I will just ask if you did me the favor to speak to the Sergeant
on the trifling affair?"

"I did, David; and am sorry to say, for your hopes, that I see no
great chance of your succeeding."

"Not succeeding! An officer, and a quartermaster in the bargain,
and not succeed with a sergeant's daughter!"

"It's just that, Davy."

"And why not, Lundie? Will ye have the goodness to answer just

"The girl is betrothed. Hand plighted, word passed, love pledged,
-- no, hang me if I believe that either; but she is betrothed."

"Well, that's an obstacle, it must be avowed, Major, though it
counts for little if the heart is free."

"Quite true; and I think it probable the heart is free in this case;
for the intended husband appears to be the choice of the father
rather than of the daughter."

"And who may it be, Major?" asked the Quartermaster, who viewed
the whole matter with the philosophy and coolness acquired by use.
"I do not recollect any plausible suitor that is likely to stand
in my way."

"No, you are the only _plausible_ suitor on the frontier, Davy.
The happy man is Pathfinder."

"Pathfinder, Major Duncan!"

"No more, nor any less, David Muir. Pathfinder is the man; but it
may relieve your jealousy a little to know that, in my judgment at
least, it is a match of the father's rather than of the daughter's

"I thought as much!" exclaimed the Quartermaster, drawing a
long breath, like one who felt relieved; "it's quite impossible
that with my experience in human nature - "

"Particularly hu-woman's nature, David."

"Ye will have yer joke, Lundie, let who will suffer. But I did
not think it possible I could be deceived as to the young woman's
inclinations, which I think I may boldly pronounce to be altogether
above the condition of Pathfinder. As for the individual himself
-- why, time will show."

"Now, tell me frankly, Davy Muir," said Lundie, stepping short in
his walk, and looking the other earnestly in the face with a comical
expression of surprise, that rendered the veteran's countenance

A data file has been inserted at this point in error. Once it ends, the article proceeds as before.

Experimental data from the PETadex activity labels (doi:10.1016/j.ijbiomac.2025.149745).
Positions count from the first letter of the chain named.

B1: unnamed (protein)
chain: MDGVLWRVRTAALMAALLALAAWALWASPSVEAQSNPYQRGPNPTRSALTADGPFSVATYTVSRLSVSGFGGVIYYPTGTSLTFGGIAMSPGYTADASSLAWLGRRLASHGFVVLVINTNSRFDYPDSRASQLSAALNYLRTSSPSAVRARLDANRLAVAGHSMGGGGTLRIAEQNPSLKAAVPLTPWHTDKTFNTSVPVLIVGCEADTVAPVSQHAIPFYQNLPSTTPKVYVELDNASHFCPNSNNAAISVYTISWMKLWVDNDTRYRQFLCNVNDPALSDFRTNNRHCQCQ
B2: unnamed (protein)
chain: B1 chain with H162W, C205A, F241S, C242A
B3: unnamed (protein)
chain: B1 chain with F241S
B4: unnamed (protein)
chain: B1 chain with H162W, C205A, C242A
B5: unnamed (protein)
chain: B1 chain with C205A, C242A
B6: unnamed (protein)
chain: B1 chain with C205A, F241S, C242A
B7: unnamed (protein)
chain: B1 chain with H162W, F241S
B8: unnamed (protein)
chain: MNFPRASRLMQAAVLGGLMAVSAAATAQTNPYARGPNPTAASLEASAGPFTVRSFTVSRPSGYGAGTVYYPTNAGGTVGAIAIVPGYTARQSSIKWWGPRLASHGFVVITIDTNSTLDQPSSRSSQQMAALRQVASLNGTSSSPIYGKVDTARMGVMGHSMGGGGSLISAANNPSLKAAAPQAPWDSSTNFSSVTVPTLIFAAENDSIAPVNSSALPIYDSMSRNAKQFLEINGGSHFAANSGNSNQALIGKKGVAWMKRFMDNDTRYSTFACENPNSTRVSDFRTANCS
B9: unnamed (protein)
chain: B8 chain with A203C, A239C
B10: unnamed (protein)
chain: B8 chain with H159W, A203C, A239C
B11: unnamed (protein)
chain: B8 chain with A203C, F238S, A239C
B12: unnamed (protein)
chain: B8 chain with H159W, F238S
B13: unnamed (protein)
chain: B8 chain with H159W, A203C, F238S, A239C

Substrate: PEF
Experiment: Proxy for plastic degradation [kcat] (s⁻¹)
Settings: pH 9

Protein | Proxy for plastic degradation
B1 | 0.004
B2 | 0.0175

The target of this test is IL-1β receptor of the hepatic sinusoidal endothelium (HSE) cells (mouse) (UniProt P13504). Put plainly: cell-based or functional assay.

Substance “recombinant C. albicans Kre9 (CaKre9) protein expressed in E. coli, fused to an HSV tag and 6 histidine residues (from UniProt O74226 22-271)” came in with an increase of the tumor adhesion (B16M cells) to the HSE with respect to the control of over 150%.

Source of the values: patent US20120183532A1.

ridiculously earnest, --"do you really suppose a girl like the
daughter of Sergeant Dunham can take a serious fancy to a man of
your years and appearance, and experience, I might add?"

"Hout, awa', Lundie! ye dinna know the sax, and that's the reason
yer unmarried in yer forty-fifth year. It's a fearfu' time ye've
been a bachelor, Major!"

"And what may be your age, Lieutenant Muir, if I may presume to
ask so delicate a question?"

"Forty-seven; I'll no' deny it, Lundie; and if I get Mabel, there'll
be just a wife for every twa lustrums. But I didna think Sergeant
Dunham would be so humble minded as to dream of giving that sweet
lass of his to one like the Pathfinder."

"There's no dream about it, Davy; the man is as serious as a soldier
about to be flogged."

"Well, well, Major, we are auld friends," -- both ran into the
Scotch or avoided it, as they approached or drew away from their
younger days, in the dialogue, -- "and ought to know how to take
and give a joke, off duty. It is possible the worthy man has
not understood my hints, or he never would have thought of such a
thing. The difference between an officer's consort and a guide's
woman is as vast as that between the antiquity of Scotland and the
antiquity of America. I'm auld blood, too, Lundie."

"Take my word for it Davy, your antiquity will do you no good in
this affair; and as for your blood, it is not older than your bones.